defeating Light heavyweight title contender Keith Jardine. The UFC could not find anyone to face
Jardine at UFC 71, as they would literally call up teams and camps and ask if they had anyone at 205
lbs who could take the fight. Eventually, they found Alexander, who is a DJ for Power 106.9 in Omaha,
Nebraska. Alexander was 6-1 and had fought on some smaller shows, but wasn't considered on the
level of a Jardine, a UFC veteran who had only one loss in the Octagon, and a heavily disputed
decision loss at that. The fight began and Jardine popped Alexander with a right and down he went.
Alexander rose his to his feet immediately and then basically destroyed Jardine with punch after
punch, finally stopping the fight in under a minute after knocking out Jardine's mouthpiece with an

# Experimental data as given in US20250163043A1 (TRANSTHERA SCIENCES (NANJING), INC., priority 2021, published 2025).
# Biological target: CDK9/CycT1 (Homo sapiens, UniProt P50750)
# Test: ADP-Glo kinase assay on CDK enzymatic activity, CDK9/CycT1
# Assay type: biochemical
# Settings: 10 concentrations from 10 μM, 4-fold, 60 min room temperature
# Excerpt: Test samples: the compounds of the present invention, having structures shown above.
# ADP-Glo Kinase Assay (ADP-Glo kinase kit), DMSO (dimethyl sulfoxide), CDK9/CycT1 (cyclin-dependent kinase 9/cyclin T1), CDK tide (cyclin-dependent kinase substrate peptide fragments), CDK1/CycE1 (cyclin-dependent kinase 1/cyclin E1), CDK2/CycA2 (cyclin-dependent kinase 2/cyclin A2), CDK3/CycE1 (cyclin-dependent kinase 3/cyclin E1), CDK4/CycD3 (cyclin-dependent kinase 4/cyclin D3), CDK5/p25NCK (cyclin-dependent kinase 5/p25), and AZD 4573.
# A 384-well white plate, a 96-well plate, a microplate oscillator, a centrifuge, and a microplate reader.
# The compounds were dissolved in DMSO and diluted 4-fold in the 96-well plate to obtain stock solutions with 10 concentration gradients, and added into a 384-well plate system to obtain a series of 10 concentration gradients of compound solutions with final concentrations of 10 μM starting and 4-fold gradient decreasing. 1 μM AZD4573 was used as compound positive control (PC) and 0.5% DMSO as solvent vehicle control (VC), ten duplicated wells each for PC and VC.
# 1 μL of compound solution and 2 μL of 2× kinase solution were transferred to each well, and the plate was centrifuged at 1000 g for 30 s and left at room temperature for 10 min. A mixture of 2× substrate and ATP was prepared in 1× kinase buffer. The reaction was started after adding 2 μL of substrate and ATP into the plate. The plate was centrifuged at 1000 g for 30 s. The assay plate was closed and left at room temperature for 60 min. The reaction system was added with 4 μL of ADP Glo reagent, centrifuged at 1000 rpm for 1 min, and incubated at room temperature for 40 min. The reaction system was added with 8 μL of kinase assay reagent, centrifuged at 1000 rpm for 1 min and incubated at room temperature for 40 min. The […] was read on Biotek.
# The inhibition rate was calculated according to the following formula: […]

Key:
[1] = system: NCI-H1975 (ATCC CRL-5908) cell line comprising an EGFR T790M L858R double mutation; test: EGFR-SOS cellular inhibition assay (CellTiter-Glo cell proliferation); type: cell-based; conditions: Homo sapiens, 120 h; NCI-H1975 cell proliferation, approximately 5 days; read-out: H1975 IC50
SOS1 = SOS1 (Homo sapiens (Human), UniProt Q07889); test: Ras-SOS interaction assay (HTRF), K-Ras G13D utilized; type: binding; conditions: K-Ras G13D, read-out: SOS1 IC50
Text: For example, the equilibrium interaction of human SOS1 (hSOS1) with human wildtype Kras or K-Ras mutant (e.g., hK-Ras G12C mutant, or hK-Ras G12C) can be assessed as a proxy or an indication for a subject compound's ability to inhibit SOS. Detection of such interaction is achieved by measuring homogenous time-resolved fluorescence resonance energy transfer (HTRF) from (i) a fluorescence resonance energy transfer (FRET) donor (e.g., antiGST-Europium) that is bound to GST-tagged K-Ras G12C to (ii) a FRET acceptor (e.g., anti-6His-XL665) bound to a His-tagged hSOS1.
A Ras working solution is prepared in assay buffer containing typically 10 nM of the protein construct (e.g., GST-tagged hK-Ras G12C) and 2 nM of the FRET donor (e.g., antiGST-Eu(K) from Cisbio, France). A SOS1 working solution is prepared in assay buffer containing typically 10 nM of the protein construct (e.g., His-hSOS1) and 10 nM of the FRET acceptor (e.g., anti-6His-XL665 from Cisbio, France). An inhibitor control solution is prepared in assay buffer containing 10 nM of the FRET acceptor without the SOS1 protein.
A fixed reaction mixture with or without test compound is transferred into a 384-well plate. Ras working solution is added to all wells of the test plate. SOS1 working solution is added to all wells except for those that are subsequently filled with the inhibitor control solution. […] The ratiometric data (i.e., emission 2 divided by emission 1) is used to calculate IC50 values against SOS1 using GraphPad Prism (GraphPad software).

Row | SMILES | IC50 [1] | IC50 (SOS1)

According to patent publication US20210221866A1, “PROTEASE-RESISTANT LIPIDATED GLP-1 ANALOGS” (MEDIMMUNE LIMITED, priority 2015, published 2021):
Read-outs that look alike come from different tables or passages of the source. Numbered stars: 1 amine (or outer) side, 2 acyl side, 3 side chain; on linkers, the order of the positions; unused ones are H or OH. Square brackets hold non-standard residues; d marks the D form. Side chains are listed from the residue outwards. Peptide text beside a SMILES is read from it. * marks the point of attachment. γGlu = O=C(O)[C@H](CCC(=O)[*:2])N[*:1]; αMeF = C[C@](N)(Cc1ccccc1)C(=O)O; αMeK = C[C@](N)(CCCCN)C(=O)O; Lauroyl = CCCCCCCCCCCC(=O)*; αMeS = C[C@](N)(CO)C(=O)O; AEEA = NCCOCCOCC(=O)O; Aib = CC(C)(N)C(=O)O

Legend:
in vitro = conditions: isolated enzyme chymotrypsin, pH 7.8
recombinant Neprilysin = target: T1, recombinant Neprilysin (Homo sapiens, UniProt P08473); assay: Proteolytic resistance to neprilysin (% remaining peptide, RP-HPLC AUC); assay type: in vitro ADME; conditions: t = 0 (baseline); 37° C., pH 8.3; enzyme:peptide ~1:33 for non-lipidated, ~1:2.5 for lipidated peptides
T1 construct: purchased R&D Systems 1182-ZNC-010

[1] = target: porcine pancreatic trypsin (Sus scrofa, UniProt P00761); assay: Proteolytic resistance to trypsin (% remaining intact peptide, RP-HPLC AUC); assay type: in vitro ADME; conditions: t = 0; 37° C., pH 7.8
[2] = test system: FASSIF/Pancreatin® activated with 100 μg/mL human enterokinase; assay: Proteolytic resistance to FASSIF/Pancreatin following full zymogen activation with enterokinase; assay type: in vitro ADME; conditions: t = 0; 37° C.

uppercut. It was complete and total domination.

This is one of the great things about the sport of MMA and the UFC in general. You watch a PPV, and
you really can never know what will happen. All it takes is a single punch, kick, or anything for huge
upsets to take place. This is what drives people to watch these shows, because it is always more fun
to watch something when you do not know what will happen. These kinds of upsets will likely
continue, and it is only a good thing for the sport, which will gain appeal from the unpredictability
factor of it all.

Until next time, this has been the Canadian Corner.